I have a problem reigning in my enthusiasm for marketing. Loving what you do is a fine problem to have, but sometimes it gets me in trouble. Whether I’m on the phone with a perspective client, walking through monthly web reports for our regular customers or presenting a seminar, I have a tendency to tell stories using the words I’m most familiar with.

Sometimes I forget not everyone in a given audience is prepared to understand or discuss SEO, inbound marketing, SERPs and paid retargeting. As I see the blank stares and quizzical looks, there’s a brief moment of disconnect- the gears come grinding to a halt and I have to stop and pull it back a notch. The trick is to explain the ideas and concepts in a way that someone who has never been exposed to internet marketing will understand.

The inability to break away from our shorthand and jargon to effectively talk with people is called the Curse of Knowledge. It happens when you know the topic so well, you’ve forgotten what your words sound like to a beginner. It’s a hard habit to break because we want to sound knowledgeable. There is a fine line between being knowledgeable and intimidating.

When I find the balance and simply talk to clients using their language, it smooths out the sales and project process because there are fewer misunderstandings. The other person is more likely to ask questions and provide information which will ultimately improve the outcome.

The Engineer-to-Consumer Conundrum

Engineers are one type of professional who struggles with this balance. Engineers are well educated, detail-oriented people. They have their own systems, formulas and equations to make processes more efficient or develop useful new products. They follow a set of rules that comes with a full-service language all its own to quickly explain what they do. Unfortunately, for those of us who are less inclined to math, this language is really hard to understand.

We regularly work with technical and well-educated professionals who need help translating their products and services into plain English. Their first reaction is to resist our suggestions to simplify their content because they are afraid it won’t sound authoritative and knowledgeable. We help them understand that simplifying isn’t necessarily “dumbing” it down. It takes a true understanding of a subject to explain it to others.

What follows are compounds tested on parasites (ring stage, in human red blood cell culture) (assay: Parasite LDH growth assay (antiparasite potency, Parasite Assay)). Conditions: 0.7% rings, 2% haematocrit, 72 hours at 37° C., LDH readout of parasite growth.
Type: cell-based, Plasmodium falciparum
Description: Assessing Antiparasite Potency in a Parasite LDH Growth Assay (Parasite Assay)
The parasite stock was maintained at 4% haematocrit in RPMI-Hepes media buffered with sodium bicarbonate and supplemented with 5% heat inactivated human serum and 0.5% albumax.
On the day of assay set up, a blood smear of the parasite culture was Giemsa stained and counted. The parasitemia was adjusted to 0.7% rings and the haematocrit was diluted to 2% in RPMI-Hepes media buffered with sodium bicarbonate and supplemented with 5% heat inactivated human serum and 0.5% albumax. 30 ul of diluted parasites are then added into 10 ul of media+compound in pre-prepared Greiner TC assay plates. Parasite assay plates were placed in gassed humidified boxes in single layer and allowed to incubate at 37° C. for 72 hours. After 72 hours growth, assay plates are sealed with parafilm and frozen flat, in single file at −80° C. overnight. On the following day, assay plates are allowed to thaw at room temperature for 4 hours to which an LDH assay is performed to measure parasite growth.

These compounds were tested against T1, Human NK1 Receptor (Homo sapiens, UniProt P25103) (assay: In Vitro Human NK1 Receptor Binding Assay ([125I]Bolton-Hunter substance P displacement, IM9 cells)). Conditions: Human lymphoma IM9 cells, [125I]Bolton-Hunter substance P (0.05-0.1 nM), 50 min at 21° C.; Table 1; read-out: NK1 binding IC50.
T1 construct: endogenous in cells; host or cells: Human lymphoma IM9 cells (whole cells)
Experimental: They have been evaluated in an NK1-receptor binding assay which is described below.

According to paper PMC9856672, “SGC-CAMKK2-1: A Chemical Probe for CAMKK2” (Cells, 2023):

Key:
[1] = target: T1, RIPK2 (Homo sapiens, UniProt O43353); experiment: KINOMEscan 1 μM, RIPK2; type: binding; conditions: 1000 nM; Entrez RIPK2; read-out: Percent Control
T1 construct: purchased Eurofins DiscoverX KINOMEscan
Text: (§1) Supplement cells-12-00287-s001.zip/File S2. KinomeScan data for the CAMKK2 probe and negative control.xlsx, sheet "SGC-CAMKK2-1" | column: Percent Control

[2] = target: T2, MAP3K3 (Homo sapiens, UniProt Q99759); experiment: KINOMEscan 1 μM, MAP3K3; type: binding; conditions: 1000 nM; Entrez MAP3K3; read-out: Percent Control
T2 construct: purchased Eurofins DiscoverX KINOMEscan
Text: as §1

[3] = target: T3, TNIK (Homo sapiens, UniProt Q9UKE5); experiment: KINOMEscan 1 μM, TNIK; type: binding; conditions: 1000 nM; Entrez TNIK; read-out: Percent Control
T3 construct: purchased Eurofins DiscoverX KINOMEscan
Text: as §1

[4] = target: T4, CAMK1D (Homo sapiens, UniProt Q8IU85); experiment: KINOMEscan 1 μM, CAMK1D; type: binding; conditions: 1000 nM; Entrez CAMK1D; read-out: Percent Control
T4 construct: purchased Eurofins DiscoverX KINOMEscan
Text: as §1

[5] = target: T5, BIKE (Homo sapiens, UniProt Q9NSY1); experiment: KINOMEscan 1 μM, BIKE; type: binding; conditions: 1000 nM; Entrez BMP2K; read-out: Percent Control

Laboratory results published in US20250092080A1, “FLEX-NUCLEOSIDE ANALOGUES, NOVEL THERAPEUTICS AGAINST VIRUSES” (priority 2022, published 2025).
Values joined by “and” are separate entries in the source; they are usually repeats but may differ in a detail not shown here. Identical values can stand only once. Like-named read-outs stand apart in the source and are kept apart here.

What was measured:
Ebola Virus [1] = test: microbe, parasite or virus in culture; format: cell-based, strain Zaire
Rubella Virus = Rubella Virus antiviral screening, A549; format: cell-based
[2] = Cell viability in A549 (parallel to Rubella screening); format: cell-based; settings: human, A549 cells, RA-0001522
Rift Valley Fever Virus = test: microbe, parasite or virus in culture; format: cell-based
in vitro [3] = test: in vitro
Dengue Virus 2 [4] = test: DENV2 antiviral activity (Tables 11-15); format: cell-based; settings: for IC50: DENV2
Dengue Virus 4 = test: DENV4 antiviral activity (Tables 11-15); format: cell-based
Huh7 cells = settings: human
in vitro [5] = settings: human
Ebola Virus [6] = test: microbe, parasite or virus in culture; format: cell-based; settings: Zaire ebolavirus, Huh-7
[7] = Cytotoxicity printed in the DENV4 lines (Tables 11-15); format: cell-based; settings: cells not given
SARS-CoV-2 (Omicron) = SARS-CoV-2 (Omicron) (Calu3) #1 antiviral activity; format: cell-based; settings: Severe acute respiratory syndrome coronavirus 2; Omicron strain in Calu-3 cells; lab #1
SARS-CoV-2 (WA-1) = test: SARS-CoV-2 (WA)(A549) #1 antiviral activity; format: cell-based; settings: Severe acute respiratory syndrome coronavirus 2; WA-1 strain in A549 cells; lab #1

Even if  much of your audience has the skill set to understand and even appreciate highly-technical language, there are always newcomers. They don’t understand your jargon and sometimes won’t know the questions to ask. Using common phrases in conversation or written communication makes it easier for them to connect with your messages.

Even the most technically competent among your audience will appreciate the simple language because it is easier for them to consume, comprehend and use the information you are presenting.

This inability to communicate is not limited to engineers. We see it across any field where a level of expertise is required to perform the job well. How do you break the curse of knowledge? Start by answering a few simple questions:

  • How would a person outside of your industry describe the product in two or three words?
  • How would you explain to a child what you do?
  • What purpose does the product serve? Is this comparable to anything people experience in their daily lives?
  • Do the chemical or mechanical names of your products have other generic, easily recognized names? Are they similar to other recognizable products or brands?
  • How long does your product last or how long does your service take to complete? Is it easy to describe the lifespan and durability of your product?

Open the door to conversation

It takes work to prepare a conversation or meeting which will be informative, but not intimidating or confusing. Early in the conversation, you need to gauge how familiar an audience is with the topics you are discussing and invite them to stop and ask questions along the way.

Try using a few of these “conversation-builders” the next time you meet with a customer:

  • “We work with a wide variety of clients- some who understand what we do, some who don’t and most fall somewhere in between. I’m happy to build this meeting around your comfort level, so don’t hesitate to ask any questions.”
  • “If I say anything that doesn’t make sense or needs to be explained differently, please let me know and we’ll talk through it.”
  • “Are there any parts of our conversation or my services that you’d like to learn more about specifically? Let’s figure out together how these topics can improve our project.”
  • “I’d really like to learn more about the most technical sides of your product. Can you help me understand what it is you do and how you talk about it?”

Building comfortable, friendly discussions is the key to success. Next time you’re having a conversation with someone who doesn’t work in your industry, take a step back and figure out if you’re making any sense to them.

Interested in learning how to have effective communication across your website and in your digital messaging? Check out our email marketing seminar and join us May 15th!